• A 75-foot long walkway leads to a smaller stage. U2 opens each concert on that stage with four songs — “Sunday Bloody Sunday,” “New Year’s Day,” “Bad” and “Pride (In the Name of Love)” before moving to the big stage.
  • Vintage and new 8 mm films shot by longtime U2 album photographer Anton Corbijn accompany much of the concert.
  • The band is previewing at least one song per night from its upcoming album, “Songs of Experience,” which is due out Dec. 1.

U2’s San Diego concert history

March 26, 1982: U2 opens for the J. Geils Band at the San Diego Sports Arena.

April 13 & 14, 1987: U2 plays two sold-out shows at the same arena on the original “The Joshua Tree” tour.

April 15, 1992: U2 again plays at the arena on its “Zoo TV” tour.

Nov. 10, 1992: U2’s “Zoo TV” tour returns for a show at San Diego Jack Murphy (now SDCCU) Stadium.

April 28, 1997: U2’s high-tech “PopMart” tour plays San Diego Jack Murphy (now SDCCU) Stadium.

April 17, 2001: U2 brings its “Elevation” tour to the San Diego Sports Arena.

March 28 & 30, 2005: U2 kicks off its “Vertigo” world tour at the newly (and briefly) re-named iPayOne Center at the Sports Arena.

U2’s San Diego club show: True or false?

Contrary to popular belief (and erroneous online posts), U2 did not perform at SDSU’s now-defunct Back Door club on March 13, 1981.

“I passed on (booking) the show,” recalled Guy Richard, the Back Door’s talent buyer at the time. He is now vice president of the adult contemporary music concert division for Agency for the Performing Arts in Los Angeles.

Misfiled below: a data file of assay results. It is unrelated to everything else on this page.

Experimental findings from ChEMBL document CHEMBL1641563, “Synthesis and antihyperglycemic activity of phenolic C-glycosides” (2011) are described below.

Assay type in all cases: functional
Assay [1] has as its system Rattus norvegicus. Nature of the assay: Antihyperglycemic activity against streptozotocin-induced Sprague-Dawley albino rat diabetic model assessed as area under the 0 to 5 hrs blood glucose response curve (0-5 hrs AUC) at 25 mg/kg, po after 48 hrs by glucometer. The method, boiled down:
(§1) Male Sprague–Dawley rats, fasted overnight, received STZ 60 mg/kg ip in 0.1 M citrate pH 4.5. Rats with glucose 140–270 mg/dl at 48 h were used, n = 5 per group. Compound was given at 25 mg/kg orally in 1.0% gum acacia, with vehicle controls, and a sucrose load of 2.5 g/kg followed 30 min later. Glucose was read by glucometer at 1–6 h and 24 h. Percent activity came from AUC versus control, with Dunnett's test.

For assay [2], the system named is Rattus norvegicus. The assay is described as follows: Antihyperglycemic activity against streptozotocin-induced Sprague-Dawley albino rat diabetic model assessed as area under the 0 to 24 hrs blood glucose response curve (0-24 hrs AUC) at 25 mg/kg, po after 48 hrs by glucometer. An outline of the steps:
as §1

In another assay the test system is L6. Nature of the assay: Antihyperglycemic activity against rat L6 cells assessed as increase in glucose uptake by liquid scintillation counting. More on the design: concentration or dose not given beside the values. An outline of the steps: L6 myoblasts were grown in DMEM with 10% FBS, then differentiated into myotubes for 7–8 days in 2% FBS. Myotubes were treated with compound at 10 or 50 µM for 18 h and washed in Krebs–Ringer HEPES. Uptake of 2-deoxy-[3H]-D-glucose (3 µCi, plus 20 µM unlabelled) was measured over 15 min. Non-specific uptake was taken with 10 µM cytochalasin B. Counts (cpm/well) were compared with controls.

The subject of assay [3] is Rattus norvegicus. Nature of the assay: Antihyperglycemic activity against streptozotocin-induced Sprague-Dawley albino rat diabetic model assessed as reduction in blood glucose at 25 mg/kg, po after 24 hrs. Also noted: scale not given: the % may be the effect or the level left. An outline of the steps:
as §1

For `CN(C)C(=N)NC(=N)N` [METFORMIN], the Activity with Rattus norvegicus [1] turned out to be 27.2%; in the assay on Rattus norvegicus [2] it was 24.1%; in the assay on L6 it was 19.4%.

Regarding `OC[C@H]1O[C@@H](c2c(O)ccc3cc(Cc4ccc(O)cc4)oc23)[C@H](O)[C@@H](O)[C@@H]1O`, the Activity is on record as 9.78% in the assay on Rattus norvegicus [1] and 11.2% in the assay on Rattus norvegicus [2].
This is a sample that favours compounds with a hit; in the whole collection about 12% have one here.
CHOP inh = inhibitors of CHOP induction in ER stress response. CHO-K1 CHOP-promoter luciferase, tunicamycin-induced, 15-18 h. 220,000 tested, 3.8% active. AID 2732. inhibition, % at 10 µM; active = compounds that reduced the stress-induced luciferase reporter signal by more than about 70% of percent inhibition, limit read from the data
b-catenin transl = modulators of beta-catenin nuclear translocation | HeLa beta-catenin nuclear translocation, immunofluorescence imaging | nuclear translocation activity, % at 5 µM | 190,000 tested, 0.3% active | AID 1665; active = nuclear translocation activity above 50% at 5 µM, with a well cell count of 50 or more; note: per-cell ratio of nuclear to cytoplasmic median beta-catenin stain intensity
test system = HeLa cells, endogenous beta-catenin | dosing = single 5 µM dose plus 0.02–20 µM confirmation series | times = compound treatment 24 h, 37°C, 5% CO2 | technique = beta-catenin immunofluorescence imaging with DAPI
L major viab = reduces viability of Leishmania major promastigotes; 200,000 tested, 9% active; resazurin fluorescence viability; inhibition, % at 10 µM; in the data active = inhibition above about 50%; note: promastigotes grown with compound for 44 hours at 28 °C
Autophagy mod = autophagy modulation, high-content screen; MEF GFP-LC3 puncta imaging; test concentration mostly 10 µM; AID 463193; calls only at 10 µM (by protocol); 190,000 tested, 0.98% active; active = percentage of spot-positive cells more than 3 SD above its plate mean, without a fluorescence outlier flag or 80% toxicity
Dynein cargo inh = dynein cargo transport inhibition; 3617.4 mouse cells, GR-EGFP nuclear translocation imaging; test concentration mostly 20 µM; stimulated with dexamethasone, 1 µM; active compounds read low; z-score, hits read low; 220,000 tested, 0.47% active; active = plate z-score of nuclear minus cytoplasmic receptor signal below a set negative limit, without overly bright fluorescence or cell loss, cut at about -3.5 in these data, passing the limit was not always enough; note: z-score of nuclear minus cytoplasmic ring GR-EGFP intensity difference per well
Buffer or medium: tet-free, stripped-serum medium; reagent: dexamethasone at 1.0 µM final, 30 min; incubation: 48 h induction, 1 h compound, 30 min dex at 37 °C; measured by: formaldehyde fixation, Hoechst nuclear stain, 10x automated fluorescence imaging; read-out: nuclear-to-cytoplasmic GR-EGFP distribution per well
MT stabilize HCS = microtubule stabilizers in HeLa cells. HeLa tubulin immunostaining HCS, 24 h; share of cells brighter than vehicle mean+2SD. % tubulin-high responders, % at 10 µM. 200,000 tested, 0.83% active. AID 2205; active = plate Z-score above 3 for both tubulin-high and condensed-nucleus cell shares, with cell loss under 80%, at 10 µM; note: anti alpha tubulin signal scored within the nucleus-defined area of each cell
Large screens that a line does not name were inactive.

“They wanted $1,000 for U2, which wouldn’t pay for the band’s backstage catering now!” Richard told the Union-Tribune in 2005. “I didn’t think more than five people would come.”

U2, with Beck

When: 7:30 p.m. Friday

Where: SDCCU Stadium (the venue formerly known as Qualcomm Stadium), 9449 Friars Rd., Mission Valley

Tickets: $70-$204 (plus service charges)

Phone: 800.745.3000

Online: ticketmaster.com

2 Comments

  1. neil proffitt

    September 21, 2017 at 11:40 am

    George Varga’s list, “Seven things to know about ‘The Joshua Tree Tour 2017′”, was flagrantly incomplete. Beside the facts that this tour has, among other “things to know”, the biggest attendance so far this year, made the most money and has a really big stage the obvious glaring omission in Varga’s selections is the fact that “Beck” will be the opening performer. Multi Grammy winner Beck (including, album of the year)was not – except for the ticket info, U2,with Beck – given one word of mention in George Varga’s article. This renowned artist is a headliner and deserves a little more than “with Beck.”

    • George Varga

      September 21, 2017 at 12:28 pm

      Hi, Neil.

      I have interviewed and reviewed Beck in the past and look forward to doing so again in the future. So I can assure you no disrespect was intended. Each week, we run interviews with musicians coming to town and our accompanying info box always includes the opening acts. We rarely have space to preview more than one band on a concert bill and we devoted two pages in our print edition (of the Union-Tribune’s Night+Day section) to U2 and even more to the online story, which contains two additional sidebars we did not have room for in print.

      Space, not a lack of respect or interest, is the only factor at play here.
      Sincerely,
      George Varga